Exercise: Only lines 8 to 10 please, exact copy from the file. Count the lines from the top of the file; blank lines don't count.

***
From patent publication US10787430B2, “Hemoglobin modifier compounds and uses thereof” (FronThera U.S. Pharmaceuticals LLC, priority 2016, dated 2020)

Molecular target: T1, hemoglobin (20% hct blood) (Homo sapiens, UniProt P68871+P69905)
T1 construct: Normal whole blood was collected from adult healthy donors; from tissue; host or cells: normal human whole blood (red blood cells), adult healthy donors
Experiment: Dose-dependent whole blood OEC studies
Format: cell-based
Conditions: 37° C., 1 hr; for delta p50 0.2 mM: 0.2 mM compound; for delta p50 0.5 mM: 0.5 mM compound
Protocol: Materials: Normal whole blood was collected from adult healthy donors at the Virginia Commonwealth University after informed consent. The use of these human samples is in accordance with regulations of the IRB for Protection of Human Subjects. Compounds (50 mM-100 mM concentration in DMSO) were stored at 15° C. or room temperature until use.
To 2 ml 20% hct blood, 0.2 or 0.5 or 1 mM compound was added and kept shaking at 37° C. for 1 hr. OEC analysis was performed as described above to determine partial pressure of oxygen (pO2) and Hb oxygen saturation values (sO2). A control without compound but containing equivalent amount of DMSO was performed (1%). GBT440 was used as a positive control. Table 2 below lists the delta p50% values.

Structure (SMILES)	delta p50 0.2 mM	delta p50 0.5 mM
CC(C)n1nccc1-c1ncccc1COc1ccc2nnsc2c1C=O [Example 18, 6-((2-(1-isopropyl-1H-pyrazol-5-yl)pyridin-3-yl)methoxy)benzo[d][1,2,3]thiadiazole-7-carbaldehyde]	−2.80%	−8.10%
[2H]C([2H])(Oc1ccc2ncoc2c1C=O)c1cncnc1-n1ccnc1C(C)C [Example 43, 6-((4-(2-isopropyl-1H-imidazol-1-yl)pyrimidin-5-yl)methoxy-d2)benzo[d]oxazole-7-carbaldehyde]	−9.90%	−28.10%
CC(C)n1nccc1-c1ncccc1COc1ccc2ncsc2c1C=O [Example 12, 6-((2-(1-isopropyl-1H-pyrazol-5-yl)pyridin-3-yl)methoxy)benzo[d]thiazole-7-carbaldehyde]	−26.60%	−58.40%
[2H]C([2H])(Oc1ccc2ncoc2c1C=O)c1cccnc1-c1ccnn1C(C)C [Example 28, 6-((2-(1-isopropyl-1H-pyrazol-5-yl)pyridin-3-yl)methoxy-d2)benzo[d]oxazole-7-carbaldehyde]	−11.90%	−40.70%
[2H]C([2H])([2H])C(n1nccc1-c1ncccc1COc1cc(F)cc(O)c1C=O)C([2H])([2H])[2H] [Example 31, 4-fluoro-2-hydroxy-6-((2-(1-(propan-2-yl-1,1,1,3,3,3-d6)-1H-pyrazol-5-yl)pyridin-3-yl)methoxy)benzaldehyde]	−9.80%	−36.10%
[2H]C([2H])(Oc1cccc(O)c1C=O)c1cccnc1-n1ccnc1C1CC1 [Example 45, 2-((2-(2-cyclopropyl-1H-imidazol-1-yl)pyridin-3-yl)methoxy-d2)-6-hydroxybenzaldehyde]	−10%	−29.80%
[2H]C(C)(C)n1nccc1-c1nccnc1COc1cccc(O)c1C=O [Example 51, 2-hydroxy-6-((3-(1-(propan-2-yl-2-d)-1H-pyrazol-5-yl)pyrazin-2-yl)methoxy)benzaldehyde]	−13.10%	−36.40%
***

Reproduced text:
To 2 ml 20% hct blood, 0.2 or 0.5 or 1 mM compound was added and kept shaking at 37° C. for 1 hr. OEC analysis was performed as described above to determine partial pressure of oxygen (pO2) and Hb oxygen saturation values (sO2). A control without compound but containing equivalent amount of DMSO was performed (1%). GBT440 was used as a positive control. Table 2 below lists the delta p50% values.

Structure (SMILES)	delta p50 0.2 mM	delta p50 0.5 mM
CC(C)n1nccc1-c1ncccc1COc1ccc2nnsc2c1C=O [Example 18, 6-((2-(1-isopropyl-1H-pyrazol-5-yl)pyridin-3-yl)methoxy)benzo[d][1,2,3]thiadiazole-7-carbaldehyde]	−2.80%	−8.10%